> a certain record is found?).
    >
    > Thanks.
    >
    > --
    > Lucas Tam ()
    > Please delete "REMOVE" from the e-mail address when replying.
    > http://members.ebay.com/aboutme/coolspot18/
    Reza Alirezaei, Aug 8, 2005
    #2
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  3. Lucas Tam

    Lucas Tam Guest

    "Reza Alirezaei" <> wrote in
    news::

    > The First question which come to my mind is that,what type of Clients
    > are you addressing? Are they pure DotNet sort of clients or a
    > combination of different platform would be served by your service
    > layer?


    Primarily .NET clients. However, it *would* be nice for the interface to
    be totally generic... but I don't see that happening.

    I could abstract a lot of the features into a DLL, then build both a Web
    Service and a Remoting interface.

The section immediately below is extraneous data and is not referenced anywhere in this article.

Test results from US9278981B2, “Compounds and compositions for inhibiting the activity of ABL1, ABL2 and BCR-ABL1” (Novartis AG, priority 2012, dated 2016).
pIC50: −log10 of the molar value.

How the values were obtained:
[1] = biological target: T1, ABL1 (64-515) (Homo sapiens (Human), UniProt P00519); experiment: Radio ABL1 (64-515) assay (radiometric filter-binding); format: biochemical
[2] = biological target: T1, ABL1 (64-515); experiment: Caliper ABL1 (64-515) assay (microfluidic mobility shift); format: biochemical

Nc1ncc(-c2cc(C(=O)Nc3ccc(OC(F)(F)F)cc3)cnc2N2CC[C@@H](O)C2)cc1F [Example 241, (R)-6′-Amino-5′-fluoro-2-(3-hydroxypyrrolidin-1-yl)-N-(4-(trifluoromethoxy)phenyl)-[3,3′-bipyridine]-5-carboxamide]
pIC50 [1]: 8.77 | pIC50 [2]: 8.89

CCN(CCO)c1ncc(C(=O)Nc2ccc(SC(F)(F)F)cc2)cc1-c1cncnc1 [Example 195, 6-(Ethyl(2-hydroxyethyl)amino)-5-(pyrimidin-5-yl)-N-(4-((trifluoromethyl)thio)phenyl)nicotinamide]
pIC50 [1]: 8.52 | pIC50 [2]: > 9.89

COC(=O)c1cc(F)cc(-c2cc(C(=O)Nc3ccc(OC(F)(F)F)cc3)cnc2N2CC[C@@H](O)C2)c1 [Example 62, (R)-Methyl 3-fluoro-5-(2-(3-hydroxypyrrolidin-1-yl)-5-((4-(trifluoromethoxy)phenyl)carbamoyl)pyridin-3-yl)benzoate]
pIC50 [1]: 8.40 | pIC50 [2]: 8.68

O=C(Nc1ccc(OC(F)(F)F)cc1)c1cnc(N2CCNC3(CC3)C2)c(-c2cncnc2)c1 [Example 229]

> The second question is that Is speed an issue or not? How about the
    > security? Web services are still in evloving peroid,but they are
    > platform-nuatral where remoting is more bound to DotNet.


    Yes, speed is important, I'll be transferring live information back and
    forth between the client/server. Security too - come to think of it,
    hosting in IIS would be nice since I can secure it via SSL + password
    authentication.

    Does remoting in IIS support two way communications? I've built regular
    remoting apps (standalone) but never in IIS.


    --
    Lucas Tam ()
    Please delete "REMOVE" from the e-mail address when replying.
    http://members.ebay.com/aboutme/coolspot18/
    Lucas Tam, Aug 9, 2005
    #3
  4. Lucas,